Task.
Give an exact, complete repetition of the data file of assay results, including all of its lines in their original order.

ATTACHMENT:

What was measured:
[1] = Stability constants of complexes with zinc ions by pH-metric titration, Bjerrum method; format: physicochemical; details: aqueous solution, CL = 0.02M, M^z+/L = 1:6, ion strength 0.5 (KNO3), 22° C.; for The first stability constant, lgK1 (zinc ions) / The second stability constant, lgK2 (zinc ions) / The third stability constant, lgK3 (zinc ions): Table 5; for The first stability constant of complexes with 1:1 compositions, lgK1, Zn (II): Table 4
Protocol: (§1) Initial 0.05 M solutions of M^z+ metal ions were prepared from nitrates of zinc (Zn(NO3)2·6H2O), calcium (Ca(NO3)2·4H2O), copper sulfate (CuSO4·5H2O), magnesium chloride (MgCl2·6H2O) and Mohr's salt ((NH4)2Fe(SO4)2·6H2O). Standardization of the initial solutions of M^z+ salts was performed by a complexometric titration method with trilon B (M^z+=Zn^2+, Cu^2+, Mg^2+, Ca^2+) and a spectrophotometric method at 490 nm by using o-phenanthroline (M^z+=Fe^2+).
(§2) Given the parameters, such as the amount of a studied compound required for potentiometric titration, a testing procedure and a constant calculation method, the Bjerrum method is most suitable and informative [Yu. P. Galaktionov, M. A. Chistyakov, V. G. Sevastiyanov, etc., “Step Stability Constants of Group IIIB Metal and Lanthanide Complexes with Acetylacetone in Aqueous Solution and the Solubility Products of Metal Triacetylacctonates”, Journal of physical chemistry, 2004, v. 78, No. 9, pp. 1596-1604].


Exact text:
What was measured:
[1] = Stability constants of complexes with zinc ions by pH-metric titration, Bjerrum method; format: physicochemical; details: aqueous solution, CL = 0.02M, M^z+/L = 1:6, ion strength 0.5 (KNO3), 22° C.; for The first stability constant, lgK1 (zinc ions) / The second stability constant, lgK2 (zinc ions) / The third stability constant, lgK3 (zinc ions): Table 5; for The first stability constant of complexes with 1:1 compositions, lgK1, Zn (II): Table 4
Protocol: (§1) Initial 0.05 M solutions of M^z+ metal ions were prepared from nitrates of zinc (Zn(NO3)2·6H2O), calcium (Ca(NO3)2·4H2O), copper sulfate (CuSO4·5H2O), magnesium chloride (MgCl2·6H2O) and Mohr's salt ((NH4)2Fe(SO4)2·6H2O). Standardization of the initial solutions of M^z+ salts was performed by a complexometric titration method with trilon B (M^z+=Zn^2+, Cu^2+, Mg^2+, Ca^2+) and a spectrophotometric method at 490 nm by using o-phenanthroline (M^z+=Fe^2+).
(§2) Given the parameters, such as the amount of a studied compound required for potentiometric titration, a testing procedure and a constant calculation method, the Bjerrum method is most suitable and informative [Yu. P. Galaktionov, M. A. Chistyakov, V. G. Sevastiyanov, etc., “Step Stability Constants of Group IIIB Metal and Lanthanide Complexes with Acetylacetone in Aqueous Solution and the Solubility Products of Metal Triacetylacctonates”, Journal of physical chemistry, 2004, v. 78, No. 9, pp. 1596-1604].